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Make the Break (If You Can) by Reginald…

Make the Break (If You Can) (2012)

by Reginald Exton

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1814561,019 (2.25)6
Title:Make the Break (If You Can)
Authors:Reginald Exton
Tags:ER, Religion

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Make the Break (If You Can) by Reginald J. Exton (2012)



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This review was written for LibraryThing Early Reviewers.
If you are looking for pointblank facts and statistics on why the world could possibly exist without a god, then this magazine-like book could be for you. If you are already a non-believer and are looking for a new edge to the age-old argument, such as a new angle or different information, then this magazine-like book is not for you. While I applaud the author in compiling a small, portable, non-threatening attempt at relating a godless existence, I'm sad to find that this would not be a very swaying argument towards making the break. ( )
  Sovranty | May 24, 2013 |
This review was written for LibraryThing Early Reviewers.
In Make the Break (If you can), Dr. Reginald J. Exton, a NASA physicist, attempts “to share, clearly and succinctly, the evidence that points to the human origin of religions.” He then goes on to very briefly describe the history of the universe, early man, and the rise of civilization and religion. He follows with a description of the formation of the major religions, a discussion of how people develop religious faith, more about the history of the universe, and finally a statement the humanism is better than religion. His argument seems to be that since religions have been shown to have been created by man and science can explain most of what people created religion to understand, religion is no longer needed so everyone should give it up. Unfortunately, Exton doesn’t really provide much of an argument for this. Part of the problem with this book is its length and format. Rather than a traditional book, Exton has written, in relatively large font, a 64-page glossy magazine, filled with large pictures, graphs, and tables. The chapter on the history of the universe, early man, and the rise of civilization, is only ten pages long. As entire books have been written about each of these topics, clearly covering them in ten pages is seemingly an impossible task. Perhaps Exton’s arguments suffer from a lack of space.

I’m not sure who the target audience for Make the Break (If you can) is, I assume it is targeted at either religious believers, in an attempt to convince them of the wrong-headedness of their beliefs, or at atheists in need of further support for their non-beliefs. Its weak arguments against the validity of religion makes it unlikely to cause religious believers to change their minds about their faiths and its format and writing style make it unlikely they would read it anyway. Atheists looking for support would be better of looking to Dawkins, Dennett, or Hitchens, who have all made similar arguments to Exton’s, but better done.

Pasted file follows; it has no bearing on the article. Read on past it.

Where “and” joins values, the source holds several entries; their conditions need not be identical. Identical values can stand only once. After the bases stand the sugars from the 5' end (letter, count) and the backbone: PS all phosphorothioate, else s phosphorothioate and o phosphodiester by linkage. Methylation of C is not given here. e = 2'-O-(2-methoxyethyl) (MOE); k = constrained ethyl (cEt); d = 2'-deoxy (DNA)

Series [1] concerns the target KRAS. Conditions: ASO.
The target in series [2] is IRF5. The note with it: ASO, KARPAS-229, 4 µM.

Make the Break (If you can) seems more like a book proposal than an actual book. Perhaps Der. Exton will go back expand this into an actual book; the additional space might allow him to better explain his points and arguments.

I received this book as a part of the Library Thing Early Reviewer program and I would especially like to thank Brian Magee of the Humanist Press for making sure I received it. ( )
1 vote sgtbigg | Apr 7, 2013 |
This review was written for LibraryThing Early Reviewers.
First, the book has an odd format. It looks like a full-gloss magazine, but is actually a monograph. I don't like this, a next edition should return to a proper codex.
Second, while the author should be listened to by people of faith, his arguments are ultimately unconvincing. Whereas I was expecting some very detailed evidence grounded in his profession, much of it was a regurgitation of things I have already read by those who have said it better, like the popular atheists on best-seller lists.
So, it is worth having the book as a resource, I do not believe it accomplishes what it sets out to do. I have absolutely no desire to "make the break."
  ianclary | Feb 4, 2013 |
This review was written for LibraryThing Early Reviewers.
It seems Dr. Reginald Exton, a 50-year veteran physicist with NASA, set out to create a book (more like an essay) to woo those sitting on the ecclesiastical fence between religion and secular humanism (aka Atheism). In this treatise he invokes the likes of Albert Einstein, Charles Darwin, Richard Dawkins, and Christopher Hitchens. The reader would do well to go straight to those sources -- each will provide a far greater treatment of the subject than Exton has done in Make the Break (If You Can).

Exton lacks focus in pursuing the topic of his essay. He attempts to describe the development of religion among prehistoric man; and then summarizes the world-view of major religions such as Islam, Christianity, Judaism, Hinduism, and Buddhism. All of these should be studied in their own right and there are many fine books on the subject, information provided here is trivial at best. Exton then attempts supplant these mystical ideologies with fact-based scientific ideology. Again, the aforementioned authors all do a much better job. Often. Exton targets proponents of "Intelligent Design," and while occasionally mocking their utter lack of factual basis, he rarely attempts to present their views before he ostensibly tries to bring them down.